The heart has four valves that ensure blood flows in the proper direction through the heart. The two most commonly discussed heart valves are the mitral valve and the aortic valve.
These two valves are located on the left side of the heart. The mitral valve separates the left upper and left lower chambers of the heart. The aortic valve is located at the top of the left lower chamber of the heart.
The mitral and aortic heart valves are commonly affected by two main types of conditions:
- Regurgitation (leakage of the valve): The valve does not fully close, causing blood to flow backward. This forces the heart to pump more blood on the next beat, making it work harder.
- Stenosis (narrowing of the valve): The opening of the valve narrows, limiting the flow of blood out of the heart’s chambers. This causes the heart to pump blood with increased force in order to move blood through the narrowed or stiff (stenotic) valve.
“When the mitral and aortic heart valves fail to open and close properly, the heart’s ability to pump blood adequately through the body is hampered. The implications for the heart can be serious and this issue can lead to a variety of complications, including heart failure,” says Prem Shekar, MD, Chief of Cardiac Surgery and Surgical Director of the Heart and Vascular Center at Brigham and Women’s Hospital.
Repairing the Mitral Valve
Many surgical techniques are available to repair the mitral valve to enable it to open and shut efficiently.
- Decalcification to remove calcium and improve valve mobility
- Repair of the fibrous strings that support the valves
- Ring annuloplasty tightens the ring-like structure (the annulus) that supports the valve by inserting an artificial ring made of metal, tissue or cloth around the valve
- Patching holes to stop valve leakage
- Reshaping the leaflets to allow the valve to open and close more effectively
- Commisurotomy to open a narrowed valve
“There’s always the possibility that we may find advanced mitral valve disease during a mitral valve repair, in which case we will proceed with a valve replacement. We discuss this possibility with the patient before an operation,” says Dr. Shekar.
Replacing the Mitral Valve
A damaged mitral valve can be replaced with either a mechanical valve, or a biological valve.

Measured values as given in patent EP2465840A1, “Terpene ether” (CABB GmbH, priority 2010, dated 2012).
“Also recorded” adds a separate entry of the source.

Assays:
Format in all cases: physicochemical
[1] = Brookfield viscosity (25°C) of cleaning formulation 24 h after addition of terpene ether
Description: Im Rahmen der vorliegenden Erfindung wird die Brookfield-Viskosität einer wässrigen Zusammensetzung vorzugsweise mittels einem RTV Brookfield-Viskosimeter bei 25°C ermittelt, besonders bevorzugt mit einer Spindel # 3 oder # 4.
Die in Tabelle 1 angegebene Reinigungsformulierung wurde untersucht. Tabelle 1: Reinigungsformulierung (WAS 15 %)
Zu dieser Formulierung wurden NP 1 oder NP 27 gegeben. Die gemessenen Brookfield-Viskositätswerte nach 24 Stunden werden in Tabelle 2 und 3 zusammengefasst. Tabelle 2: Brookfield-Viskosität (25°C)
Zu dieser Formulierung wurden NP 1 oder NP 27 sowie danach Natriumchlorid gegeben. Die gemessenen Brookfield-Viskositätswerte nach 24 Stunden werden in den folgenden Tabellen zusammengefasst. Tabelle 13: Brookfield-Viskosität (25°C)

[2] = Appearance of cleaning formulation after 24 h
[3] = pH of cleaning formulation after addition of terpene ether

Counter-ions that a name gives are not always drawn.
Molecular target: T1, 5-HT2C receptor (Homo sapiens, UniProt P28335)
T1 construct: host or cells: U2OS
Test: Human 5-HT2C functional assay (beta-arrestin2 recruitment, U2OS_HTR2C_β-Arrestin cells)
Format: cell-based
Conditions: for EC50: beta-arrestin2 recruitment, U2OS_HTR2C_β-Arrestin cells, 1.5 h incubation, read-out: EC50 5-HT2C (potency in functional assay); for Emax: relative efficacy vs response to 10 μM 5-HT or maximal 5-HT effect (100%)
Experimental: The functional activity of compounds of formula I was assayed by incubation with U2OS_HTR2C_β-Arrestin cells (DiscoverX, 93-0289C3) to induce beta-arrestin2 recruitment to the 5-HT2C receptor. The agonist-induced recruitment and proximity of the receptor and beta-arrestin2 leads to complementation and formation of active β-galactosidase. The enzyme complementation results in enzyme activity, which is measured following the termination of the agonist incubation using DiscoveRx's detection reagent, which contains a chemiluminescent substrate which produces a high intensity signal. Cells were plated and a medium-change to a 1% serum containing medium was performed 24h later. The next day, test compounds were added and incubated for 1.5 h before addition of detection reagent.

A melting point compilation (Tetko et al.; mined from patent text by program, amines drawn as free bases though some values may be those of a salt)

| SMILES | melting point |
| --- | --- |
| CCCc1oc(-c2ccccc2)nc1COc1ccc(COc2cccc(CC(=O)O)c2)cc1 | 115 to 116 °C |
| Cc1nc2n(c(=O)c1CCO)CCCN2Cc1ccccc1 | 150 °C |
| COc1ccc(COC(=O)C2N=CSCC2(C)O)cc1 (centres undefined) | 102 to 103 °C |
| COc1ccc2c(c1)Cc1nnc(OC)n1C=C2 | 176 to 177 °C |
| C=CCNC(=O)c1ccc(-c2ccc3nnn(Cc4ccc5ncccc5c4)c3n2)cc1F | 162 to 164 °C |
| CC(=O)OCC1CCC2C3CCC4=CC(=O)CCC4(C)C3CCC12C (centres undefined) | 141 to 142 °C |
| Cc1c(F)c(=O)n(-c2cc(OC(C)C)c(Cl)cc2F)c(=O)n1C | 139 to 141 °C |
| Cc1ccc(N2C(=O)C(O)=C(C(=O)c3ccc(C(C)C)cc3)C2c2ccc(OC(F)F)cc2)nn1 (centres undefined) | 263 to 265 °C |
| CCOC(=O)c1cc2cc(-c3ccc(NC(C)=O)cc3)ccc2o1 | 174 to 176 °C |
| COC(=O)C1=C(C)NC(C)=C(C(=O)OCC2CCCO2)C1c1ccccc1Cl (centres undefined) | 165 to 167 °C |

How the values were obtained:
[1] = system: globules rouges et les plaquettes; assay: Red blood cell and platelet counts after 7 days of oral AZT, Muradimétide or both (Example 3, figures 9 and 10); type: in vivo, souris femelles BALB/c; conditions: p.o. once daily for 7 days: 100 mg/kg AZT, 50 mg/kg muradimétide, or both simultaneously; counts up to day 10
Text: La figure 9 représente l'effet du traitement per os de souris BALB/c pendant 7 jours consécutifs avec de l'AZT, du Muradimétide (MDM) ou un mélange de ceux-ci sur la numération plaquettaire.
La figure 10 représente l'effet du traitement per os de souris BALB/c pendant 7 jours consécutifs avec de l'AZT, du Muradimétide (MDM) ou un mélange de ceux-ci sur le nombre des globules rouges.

- Mechanical valves are made of durable synthetic materials such as titanium and pyrolytic carbon. They last approximately 30 years, and recipients must take lifelong blood thinning medications (e.g., Coumadin or Warfarin). A mechanical valve is typically recommended for individuals 50 years or younger.
- Biological valves are made from animal tissue (cow or pig). They last approximately 10 to 15 years, and patients do not require long-term blood thinning medications. A biological valve is recommended for those 65 or 70 and older.
Learn more about mitral valve repair and replacement.
Repairing the Aortic Valve
Several surgical techniques are available to tighten or loosen the aortic valve, so that the valve functions properly. Aortic valve repair can include surgical valvuloplasty to repair valve cusps so that it opens and closes more effectively.
Replacing the Aortic Valve
With aortic valve replacement surgery, the faulty valve is removed and replaced with an artificial valve. As with mitral valve replacement surgery, a damaged mitral valve can be replaced with either a mechanical valve or a biological valve. The decision to choose a mechanical or biological aortic valve depends on the unique needs of each patient.
“With the aortic valve, there are two additional, but less optimal options, for replacement. They include human cadaveric donor valve replacement, and autograft (Ross Procedure),” says Dr. Shekar.
Learn more about aortic valve repair and replacement.